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Does Age Matter?
By Marguerite Thomas
Dec 22, 2020
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“In those days following Prohibition, grapes were worth less than prunes and walnuts--plus they were a lot more work!”

     Historic Vineyard Society—Aldo’s Vineyard (Biale)

Older vineyards and their wines are poorly understood by most consumers and indeed by many wine professionals as well.  For that matter what does the term “Old Vines” on a label actually mean—that the vines are 20 years old, 120 years old?  California’s Turley family, for example, classifies vines anywhere from 41 to 129 years as “Old Vines.” Oregon’s Sineann Winery produces “Old Vine Zinfandel” from a century-old vineyard.  In California’s Contra Costa County Cline Cellars offers a handful of wines under its Ancient Vines label, including Carignane sourced from four separate vineyards located near the San Joaquin River (the newest vineyard dates back to 1940, the oldest to the early 1900s).  Ravenswood produces many single-vineyard wines labeled “Old Vine” from a number of historic vineyards, including Dickerson Vineyard (planted in the 1920s) and Old Hill Ranch (planted in the 1880s), Belloni (planted in the 1900s) and Teldeschi (planted in the 1890s).  

No one would be surprised to hear that there are old vines aplenty in the “Old World,” among them some astounding examples from pre-phylloxera vineyards such as the Stara Trta vines at Maribor, Slovenia, reputed to be more than 400 years old.  Tenuta Delle Terre Nere, from Etna Rosso, Sicily, offers “Prephylloxera,” a wine whose grapes include some sourced from vines over 130 years old and standing on their own rootstock.  You may be familiar with Bollinger’s two walled pre-phylloxera vineyards whose grapes play a role in the estate’s Vieilles Vignes Francaises Champagne, but do you know about the Sarragachies Vineyard in the Pyrénées?  It’s said to be the oldest vineyard in France, home to several ungrafted vines dating from 1871 and to include 21 different varieties, seven of them previously unknown.  But before we leave the Old World let’s muse together over this nugget of information (with thanks to Wikipedia): “The oldest vine with a fully authenticated minimum age, and thought to be the largest in the world, is known as The Great Vine at Hampton in England…It was moved to its current site in 1768.  Contrary to what we normally expect from old vines this one produced its largest crop ever in autumn of 2001, of 383 kilograms (845 lbs).”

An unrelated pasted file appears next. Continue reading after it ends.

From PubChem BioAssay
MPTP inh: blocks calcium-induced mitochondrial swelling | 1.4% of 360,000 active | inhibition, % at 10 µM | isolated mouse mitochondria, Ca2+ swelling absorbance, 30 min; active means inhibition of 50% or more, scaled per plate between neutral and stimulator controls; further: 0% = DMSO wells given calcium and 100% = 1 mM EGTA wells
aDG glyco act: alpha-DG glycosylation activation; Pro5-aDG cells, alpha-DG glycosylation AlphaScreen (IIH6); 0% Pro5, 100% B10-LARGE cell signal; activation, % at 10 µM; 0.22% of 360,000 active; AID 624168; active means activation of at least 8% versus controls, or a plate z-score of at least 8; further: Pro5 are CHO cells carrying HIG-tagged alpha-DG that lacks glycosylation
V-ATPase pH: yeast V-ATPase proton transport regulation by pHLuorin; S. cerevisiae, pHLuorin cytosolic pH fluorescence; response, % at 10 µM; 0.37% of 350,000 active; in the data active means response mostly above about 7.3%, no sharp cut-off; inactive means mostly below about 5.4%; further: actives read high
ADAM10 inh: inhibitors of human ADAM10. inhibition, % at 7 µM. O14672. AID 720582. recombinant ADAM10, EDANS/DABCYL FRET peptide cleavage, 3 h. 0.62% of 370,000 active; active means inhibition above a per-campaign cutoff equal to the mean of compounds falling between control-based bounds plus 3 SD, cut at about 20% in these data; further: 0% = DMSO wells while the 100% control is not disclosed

The presence of ancient vineyards may seem even more surprising in a place like South Africa, where vines that may be classified as “old” by any standard have long been championed despite having had to face the obstacles of colonialism as well as cultural and geographic isolation.  The country’s coastal region still has a few old blocks of Chenin Blanc and Cinsault dating back to 1751 (South Africa’s Old Vine Project--OVP--can now put a Certified Heritage Vineyards Seal on bottles of wine from vineyards 35 years old or more, along with the date the vines were planted).  

While increasing numbers of people argue in favor of older vineyards one of the thornier issues here is that so far there is no manual regulating how old a vineyard must be in order to achieve the official designation “old vines.”  Different estates, different PR agencies and different organizations have their own ideas about this.  Thanks to California’s non-profit Historic Vineyard Society we can at least get a pretty good view of how many vineyards in the Golden State can legitimately claim old vines—and sometimes really old vines.  So far 122 vineyards have been verified and registered with the HVS board and new vineyards are constantly being discovered and added to the registry (in 2018 alone 12 new vineyards joined the list).